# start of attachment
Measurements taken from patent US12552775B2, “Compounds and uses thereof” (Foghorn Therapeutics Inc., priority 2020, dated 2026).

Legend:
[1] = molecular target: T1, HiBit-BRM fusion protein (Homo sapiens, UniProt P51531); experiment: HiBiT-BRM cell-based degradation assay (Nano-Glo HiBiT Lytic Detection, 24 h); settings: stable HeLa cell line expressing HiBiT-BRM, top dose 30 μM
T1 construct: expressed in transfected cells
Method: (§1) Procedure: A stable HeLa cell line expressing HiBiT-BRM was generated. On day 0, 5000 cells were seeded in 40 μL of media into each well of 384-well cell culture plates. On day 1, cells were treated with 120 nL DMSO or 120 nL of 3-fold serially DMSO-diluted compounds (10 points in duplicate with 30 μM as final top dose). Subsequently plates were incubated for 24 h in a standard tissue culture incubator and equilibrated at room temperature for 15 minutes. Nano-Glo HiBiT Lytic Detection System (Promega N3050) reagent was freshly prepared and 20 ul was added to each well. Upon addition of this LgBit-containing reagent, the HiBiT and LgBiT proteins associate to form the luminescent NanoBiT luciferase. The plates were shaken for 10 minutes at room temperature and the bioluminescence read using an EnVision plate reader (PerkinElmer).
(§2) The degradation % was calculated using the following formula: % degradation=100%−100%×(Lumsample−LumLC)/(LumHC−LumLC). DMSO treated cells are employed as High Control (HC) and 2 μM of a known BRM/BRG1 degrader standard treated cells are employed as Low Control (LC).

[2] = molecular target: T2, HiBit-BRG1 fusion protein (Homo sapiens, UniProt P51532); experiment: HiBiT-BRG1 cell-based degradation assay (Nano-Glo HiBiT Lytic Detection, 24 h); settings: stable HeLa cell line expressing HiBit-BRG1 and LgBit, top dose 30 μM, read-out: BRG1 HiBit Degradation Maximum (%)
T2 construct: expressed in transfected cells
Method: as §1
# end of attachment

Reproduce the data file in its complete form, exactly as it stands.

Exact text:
Measurements taken from patent US12552775B2, “Compounds and uses thereof” (Foghorn Therapeutics Inc., priority 2020, dated 2026).

Legend:
[1] = molecular target: T1, HiBit-BRM fusion protein (Homo sapiens, UniProt P51531); experiment: HiBiT-BRM cell-based degradation assay (Nano-Glo HiBiT Lytic Detection, 24 h); settings: stable HeLa cell line expressing HiBiT-BRM, top dose 30 μM
T1 construct: expressed in transfected cells
Method: (§1) Procedure: A stable HeLa cell line expressing HiBiT-BRM was generated. On day 0, 5000 cells were seeded in 40 μL of media into each well of 384-well cell culture plates. On day 1, cells were treated with 120 nL DMSO or 120 nL of 3-fold serially DMSO-diluted compounds (10 points in duplicate with 30 μM as final top dose). Subsequently plates were incubated for 24 h in a standard tissue culture incubator and equilibrated at room temperature for 15 minutes. Nano-Glo HiBiT Lytic Detection System (Promega N3050) reagent was freshly prepared and 20 ul was added to each well. Upon addition of this LgBit-containing reagent, the HiBiT and LgBiT proteins associate to form the luminescent NanoBiT luciferase. The plates were shaken for 10 minutes at room temperature and the bioluminescence read using an EnVision plate reader (PerkinElmer).
(§2) The degradation % was calculated using the following formula: % degradation=100%−100%×(Lumsample−LumLC)/(LumHC−LumLC). DMSO treated cells are employed as High Control (HC) and 2 μM of a known BRM/BRG1 degrader standard treated cells are employed as Low Control (LC).

[2] = molecular target: T2, HiBit-BRG1 fusion protein (Homo sapiens, UniProt P51532); experiment: HiBiT-BRG1 cell-based degradation assay (Nano-Glo HiBiT Lytic Detection, 24 h); settings: stable HeLa cell line expressing HiBit-BRG1 and LgBit, top dose 30 μM, read-out: BRG1 HiBit Degradation Maximum (%)
T2 construct: expressed in transfected cells
Method: as §1